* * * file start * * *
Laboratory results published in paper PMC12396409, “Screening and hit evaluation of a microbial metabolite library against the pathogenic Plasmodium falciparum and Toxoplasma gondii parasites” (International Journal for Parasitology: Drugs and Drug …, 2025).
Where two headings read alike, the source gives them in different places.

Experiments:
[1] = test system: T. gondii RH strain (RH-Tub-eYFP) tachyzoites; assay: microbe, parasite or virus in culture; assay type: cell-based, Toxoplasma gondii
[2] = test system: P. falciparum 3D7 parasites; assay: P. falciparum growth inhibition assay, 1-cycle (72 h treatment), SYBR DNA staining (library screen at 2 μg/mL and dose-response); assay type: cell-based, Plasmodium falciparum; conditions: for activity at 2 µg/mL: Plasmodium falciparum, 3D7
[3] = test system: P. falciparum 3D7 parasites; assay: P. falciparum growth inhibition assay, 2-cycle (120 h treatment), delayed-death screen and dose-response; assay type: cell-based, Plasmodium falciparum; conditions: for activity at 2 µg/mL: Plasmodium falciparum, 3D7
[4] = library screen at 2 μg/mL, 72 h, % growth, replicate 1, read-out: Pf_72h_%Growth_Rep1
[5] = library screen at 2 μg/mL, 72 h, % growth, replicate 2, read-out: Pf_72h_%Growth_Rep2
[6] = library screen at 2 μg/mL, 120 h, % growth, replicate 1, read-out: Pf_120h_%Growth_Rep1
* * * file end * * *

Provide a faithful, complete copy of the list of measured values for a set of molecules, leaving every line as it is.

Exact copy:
Laboratory results published in paper PMC12396409, “Screening and hit evaluation of a microbial metabolite library against the pathogenic Plasmodium falciparum and Toxoplasma gondii parasites” (International Journal for Parasitology: Drugs and Drug …, 2025).
Where two headings read alike, the source gives them in different places.

Experiments:
[1] = test system: T. gondii RH strain (RH-Tub-eYFP) tachyzoites; assay: microbe, parasite or virus in culture; assay type: cell-based, Toxoplasma gondii
[2] = test system: P. falciparum 3D7 parasites; assay: P. falciparum growth inhibition assay, 1-cycle (72 h treatment), SYBR DNA staining (library screen at 2 μg/mL and dose-response); assay type: cell-based, Plasmodium falciparum; conditions: for activity at 2 µg/mL: Plasmodium falciparum, 3D7
[3] = test system: P. falciparum 3D7 parasites; assay: P. falciparum growth inhibition assay, 2-cycle (120 h treatment), delayed-death screen and dose-response; assay type: cell-based, Plasmodium falciparum; conditions: for activity at 2 µg/mL: Plasmodium falciparum, 3D7
[4] = library screen at 2 μg/mL, 72 h, % growth, replicate 1, read-out: Pf_72h_%Growth_Rep1
[5] = library screen at 2 μg/mL, 72 h, % growth, replicate 2, read-out: Pf_72h_%Growth_Rep2
[6] = library screen at 2 μg/mL, 120 h, % growth, replicate 1, read-out: Pf_120h_%Growth_Rep1